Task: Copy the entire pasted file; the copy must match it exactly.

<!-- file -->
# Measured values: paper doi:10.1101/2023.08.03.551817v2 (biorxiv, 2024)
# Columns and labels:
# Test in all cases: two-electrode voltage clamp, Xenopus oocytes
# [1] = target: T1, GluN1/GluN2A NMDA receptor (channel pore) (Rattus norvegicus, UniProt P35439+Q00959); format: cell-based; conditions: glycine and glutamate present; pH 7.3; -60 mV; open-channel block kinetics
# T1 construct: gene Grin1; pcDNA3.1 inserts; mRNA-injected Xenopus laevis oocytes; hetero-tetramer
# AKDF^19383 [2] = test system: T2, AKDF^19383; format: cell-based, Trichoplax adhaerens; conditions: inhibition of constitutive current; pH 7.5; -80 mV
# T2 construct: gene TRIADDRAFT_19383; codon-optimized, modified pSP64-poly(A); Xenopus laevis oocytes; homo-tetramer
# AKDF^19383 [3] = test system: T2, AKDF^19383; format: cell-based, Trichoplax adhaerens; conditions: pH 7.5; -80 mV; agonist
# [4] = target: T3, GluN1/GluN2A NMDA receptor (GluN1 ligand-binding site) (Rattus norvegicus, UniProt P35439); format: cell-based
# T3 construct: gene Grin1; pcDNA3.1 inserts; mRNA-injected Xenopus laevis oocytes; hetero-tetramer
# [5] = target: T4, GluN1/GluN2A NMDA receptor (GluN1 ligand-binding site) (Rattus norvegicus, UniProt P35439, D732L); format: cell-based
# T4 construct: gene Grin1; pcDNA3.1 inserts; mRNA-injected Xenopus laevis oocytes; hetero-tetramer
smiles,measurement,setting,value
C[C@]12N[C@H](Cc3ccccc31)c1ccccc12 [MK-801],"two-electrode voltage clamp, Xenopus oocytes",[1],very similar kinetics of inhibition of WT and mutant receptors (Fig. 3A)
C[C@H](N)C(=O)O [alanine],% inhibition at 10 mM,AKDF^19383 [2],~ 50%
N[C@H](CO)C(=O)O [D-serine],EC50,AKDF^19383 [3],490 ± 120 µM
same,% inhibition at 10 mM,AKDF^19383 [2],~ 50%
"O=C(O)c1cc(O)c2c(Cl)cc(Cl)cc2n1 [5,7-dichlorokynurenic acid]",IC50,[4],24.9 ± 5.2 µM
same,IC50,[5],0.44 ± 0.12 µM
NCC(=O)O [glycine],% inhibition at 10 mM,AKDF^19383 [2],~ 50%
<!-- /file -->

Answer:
# Measured values: paper doi:10.1101/2023.08.03.551817v2 (biorxiv, 2024)
# Columns and labels:
# Test in all cases: two-electrode voltage clamp, Xenopus oocytes
# [1] = target: T1, GluN1/GluN2A NMDA receptor (channel pore) (Rattus norvegicus, UniProt P35439+Q00959); format: cell-based; conditions: glycine and glutamate present; pH 7.3; -60 mV; open-channel block kinetics
# T1 construct: gene Grin1; pcDNA3.1 inserts; mRNA-injected Xenopus laevis oocytes; hetero-tetramer
# AKDF^19383 [2] = test system: T2, AKDF^19383; format: cell-based, Trichoplax adhaerens; conditions: inhibition of constitutive current; pH 7.5; -80 mV
# T2 construct: gene TRIADDRAFT_19383; codon-optimized, modified pSP64-poly(A); Xenopus laevis oocytes; homo-tetramer
# AKDF^19383 [3] = test system: T2, AKDF^19383; format: cell-based, Trichoplax adhaerens; conditions: pH 7.5; -80 mV; agonist
# [4] = target: T3, GluN1/GluN2A NMDA receptor (GluN1 ligand-binding site) (Rattus norvegicus, UniProt P35439); format: cell-based
# T3 construct: gene Grin1; pcDNA3.1 inserts; mRNA-injected Xenopus laevis oocytes; hetero-tetramer
# [5] = target: T4, GluN1/GluN2A NMDA receptor (GluN1 ligand-binding site) (Rattus norvegicus, UniProt P35439, D732L); format: cell-based
# T4 construct: gene Grin1; pcDNA3.1 inserts; mRNA-injected Xenopus laevis oocytes; hetero-tetramer
smiles,measurement,setting,value
C[C@]12N[C@H](Cc3ccccc31)c1ccccc12 [MK-801],"two-electrode voltage clamp, Xenopus oocytes",[1],very similar kinetics of inhibition of WT and mutant receptors (Fig. 3A)
C[C@H](N)C(=O)O [alanine],% inhibition at 10 mM,AKDF^19383 [2],~ 50%
N[C@H](CO)C(=O)O [D-serine],EC50,AKDF^19383 [3],490 ± 120 µM
same,% inhibition at 10 mM,AKDF^19383 [2],~ 50%
"O=C(O)c1cc(O)c2c(Cl)cc(Cl)cc2n1 [5,7-dichlorokynurenic acid]",IC50,[4],24.9 ± 5.2 µM
same,IC50,[5],0.44 ± 0.12 µM
NCC(=O)O [glycine],% inhibition at 10 mM,AKDF^19383 [2],~ 50%